25. The method of claim 24, wherein determining an estimated signal quality or strength for the reference channel signal comprises determining a per-slot estimated signal quality, and further wherein calculating a gain factor relating the control and reference channel signals comprises maintaining the updated value for the gain factor across successive slots of the current frame as a function of the uplink power control commands being generated in those successive slots.
26. The method of claim 25, further comprising setting the gain factor to a starting value calculated in a prior frame of the control channel signal, such that maintaining the updated value for the gain factor comprises tracking per-slot changes to the starting value corresponding to the uplink power control commands being generated over successive slots in the current frame.
27. The method of claim 26, further comprising calculating a starting value of the gain factor for a next frame based on soft values of symbols received on the control channel signal over the current frame, and net responses generated from channel estimates made for the reference channel signal over the current frame.
28. The method of claim 13, wherein the reference channel signal comprises a Common Pilot Channel, CPICH, signal, and the control channel signal comprises a Fractional Dedicated Physical Channel, F-DPCH, signal.
29. A power control circuit for use in a wireless communication device configured to receive reference and control channel signals, said power control circuit comprising one or more processing circuits that are configured to generate power control feedback for the control channel signal based on estimating signal quality or strength of the reference channel signal and estimating a gain factor relating the control and reference channel signals.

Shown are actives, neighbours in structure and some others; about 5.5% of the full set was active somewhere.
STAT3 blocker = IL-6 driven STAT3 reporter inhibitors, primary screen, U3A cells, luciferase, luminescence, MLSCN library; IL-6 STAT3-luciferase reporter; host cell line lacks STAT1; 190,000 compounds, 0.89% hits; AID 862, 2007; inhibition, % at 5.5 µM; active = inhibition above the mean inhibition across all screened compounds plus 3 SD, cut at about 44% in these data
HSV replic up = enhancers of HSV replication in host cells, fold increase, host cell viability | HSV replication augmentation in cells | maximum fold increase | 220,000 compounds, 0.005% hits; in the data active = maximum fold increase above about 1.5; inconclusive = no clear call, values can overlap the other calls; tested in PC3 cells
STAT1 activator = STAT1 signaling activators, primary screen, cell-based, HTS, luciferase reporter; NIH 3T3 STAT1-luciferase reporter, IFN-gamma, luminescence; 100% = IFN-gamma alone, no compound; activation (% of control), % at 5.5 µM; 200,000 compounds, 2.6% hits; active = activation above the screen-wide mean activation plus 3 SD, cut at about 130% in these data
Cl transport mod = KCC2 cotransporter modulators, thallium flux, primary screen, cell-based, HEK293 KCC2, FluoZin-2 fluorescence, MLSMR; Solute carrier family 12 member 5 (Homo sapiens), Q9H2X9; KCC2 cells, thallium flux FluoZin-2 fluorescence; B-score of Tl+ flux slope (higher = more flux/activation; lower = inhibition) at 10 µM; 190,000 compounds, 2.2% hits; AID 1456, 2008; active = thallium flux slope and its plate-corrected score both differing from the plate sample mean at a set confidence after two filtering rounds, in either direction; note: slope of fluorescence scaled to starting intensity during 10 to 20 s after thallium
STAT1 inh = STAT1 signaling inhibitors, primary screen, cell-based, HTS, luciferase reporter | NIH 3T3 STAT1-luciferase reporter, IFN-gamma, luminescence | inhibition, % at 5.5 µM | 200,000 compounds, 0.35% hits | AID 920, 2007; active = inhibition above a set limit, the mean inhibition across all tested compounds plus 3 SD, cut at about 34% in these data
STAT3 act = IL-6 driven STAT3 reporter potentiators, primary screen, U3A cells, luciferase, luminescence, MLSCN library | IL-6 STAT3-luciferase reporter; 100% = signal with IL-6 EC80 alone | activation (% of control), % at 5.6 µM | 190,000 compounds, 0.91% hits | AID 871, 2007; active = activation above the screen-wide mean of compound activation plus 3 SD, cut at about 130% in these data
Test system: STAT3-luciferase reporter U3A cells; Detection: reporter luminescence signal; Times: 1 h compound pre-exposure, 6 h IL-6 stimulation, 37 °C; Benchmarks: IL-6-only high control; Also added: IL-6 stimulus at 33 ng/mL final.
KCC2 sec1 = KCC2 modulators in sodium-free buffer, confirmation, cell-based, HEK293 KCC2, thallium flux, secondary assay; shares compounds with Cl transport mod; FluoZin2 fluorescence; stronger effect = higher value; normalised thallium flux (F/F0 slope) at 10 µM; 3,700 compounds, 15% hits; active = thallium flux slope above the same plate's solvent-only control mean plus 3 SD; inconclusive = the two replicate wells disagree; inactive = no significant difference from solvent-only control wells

30. The power control circuit of claim 29, wherein the power control circuit comprises a signal quality estimation circuit to generate an estimated signal quality for the reference channel circuit, a gain factor estimation circuit to calculate the gain factor, and a gain tracking circuit to track gain factor changes arising from ongoing generation of the power control feedback.
31. The power control circuit of claim 30, wherein the power control circuit further comprises a signal quality adjustment circuit to maintain an adjusted signal quality by adjusting the estimated signal quality as a function of the gain factor and the gain factor changes, and an uplink power control command generation circuit to generate uplink power control commands based on comparing the adjusted signal quality to a target signal quality.
32. The power control circuit of claim 31, wherein the power control circuit is configured to estimate a Command Error Rate (CER) for commands received on the control channel signal as a performance metric for ongoing power control feedback generation, and is further configured to compare the CER to a target CER and adjust any one or more of the target signal quality, the gain factor, and the estimated signal quality, based on said comparison.
33. The power control circuit of claim 30, wherein the power control circuit further comprises a misalignment value circuit to calculate an initial misalignment value as a function of the estimated signal quality and the gain factor and maintain an updated misalignment value as a function of estimated signal quality changes and the gain factor changes, and an uplink power control command generation circuit to generate uplink power control commands based on comparing the updated misalignment value to a misalignment target threshold.